There are many times when family or friends need help with their Macs, or they aren’t sure how to do something. Trying to walk them through it blind is challenging at best. Luckily, a little-known feature in Messages exists that allows me to share my screen instantly with another Mac user or request direct access to their screen.
Prior to screen sharing being native to the Messages app, you’d have to use a third-party solution such as Team Viewer to help someone with a Mac issue. Messages is far more convenient and, in my experience, an app that almost 100 percent of Mac owners actually use and already understand.
If you’re running out of local or iCloud storage space on your iPhone (or iPad), it may be time to check how much space the Messages app is taking up. By default, your iPhone or iPad is set to save any messages you send and receive forever. This can result in iPhone “out of storage” messages, slow performance, and slow-loading performance when scrolling through threads.
Unless you really need to save every single message, there’s a quick way to potentially save gigs of space in just a few taps. Here’s how!
When it comes to the Messages app, saving all your iMessages can be a good thing, letting you go back in time and see the delightful conversations you’ve had with your loved ones or even just checking to see where you’re supposed to meet up on Friday.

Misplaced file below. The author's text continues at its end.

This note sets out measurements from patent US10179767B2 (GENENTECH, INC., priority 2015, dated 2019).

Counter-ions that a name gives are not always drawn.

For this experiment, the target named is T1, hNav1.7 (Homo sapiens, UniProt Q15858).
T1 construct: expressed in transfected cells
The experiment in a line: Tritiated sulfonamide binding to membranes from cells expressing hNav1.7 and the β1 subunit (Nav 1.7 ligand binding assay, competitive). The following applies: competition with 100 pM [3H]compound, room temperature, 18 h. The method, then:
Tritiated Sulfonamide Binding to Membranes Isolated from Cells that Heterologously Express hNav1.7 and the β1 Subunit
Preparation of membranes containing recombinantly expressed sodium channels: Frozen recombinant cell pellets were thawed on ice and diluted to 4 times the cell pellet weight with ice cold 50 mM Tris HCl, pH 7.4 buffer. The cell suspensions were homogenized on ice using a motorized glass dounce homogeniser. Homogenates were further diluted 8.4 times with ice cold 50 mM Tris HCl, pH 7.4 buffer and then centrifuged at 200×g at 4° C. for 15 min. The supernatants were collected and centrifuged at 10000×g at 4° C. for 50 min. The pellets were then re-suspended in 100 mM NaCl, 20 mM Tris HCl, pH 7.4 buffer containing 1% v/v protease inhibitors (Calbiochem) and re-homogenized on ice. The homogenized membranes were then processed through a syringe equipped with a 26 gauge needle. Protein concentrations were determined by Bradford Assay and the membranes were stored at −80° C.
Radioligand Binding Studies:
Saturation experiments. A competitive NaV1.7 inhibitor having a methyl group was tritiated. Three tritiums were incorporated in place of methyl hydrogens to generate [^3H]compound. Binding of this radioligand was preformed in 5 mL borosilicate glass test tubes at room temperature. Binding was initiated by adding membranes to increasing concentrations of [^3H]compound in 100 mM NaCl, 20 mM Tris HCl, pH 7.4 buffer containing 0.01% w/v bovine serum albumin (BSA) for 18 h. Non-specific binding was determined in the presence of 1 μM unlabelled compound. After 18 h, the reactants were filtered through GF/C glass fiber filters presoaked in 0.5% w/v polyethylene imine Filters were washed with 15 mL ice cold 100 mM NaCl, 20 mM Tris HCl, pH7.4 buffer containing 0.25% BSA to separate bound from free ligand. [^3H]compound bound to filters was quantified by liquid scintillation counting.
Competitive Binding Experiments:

Of course, there might be a few of them, however, that you’re not super keen on saving. You may not want to get rid of an entire iMessage conversation thread, but there might be bits of it you’d rather forget.
Here’s how to get rid of parts of your iMessages while saving only your most treasured iMessages in OS X.
I’ve always loved being able to pick up an iMessage conversation that I started on my iPhone right on my Mac, and vice versa.
Unfortunately, I’ve been having an iMessage issue for the last few months–I can have conversations via Messages on my Mac and conversations via Messages on my iPhone. My iMessages have stopped synchronizing across my devices: no messages I send or receive on my Mac show up on my iPhone, and no messages I send or receive on my iPhone show up on my Mac. It’s like chatting with people from two separate devices, something that Continuity should have solved.
One of the cooler features of having a pocket computer like the iPhone is being able to send a friend your location via Messages. Just a couple of taps on the iPhone and you can let anyone know where you’re at. It’s easy and super useful when you need to get a group together at a specific location.
The Apple Watch has a similar feature, which lets you do the very same thing without ever having to pull your iPhone out of your pocket.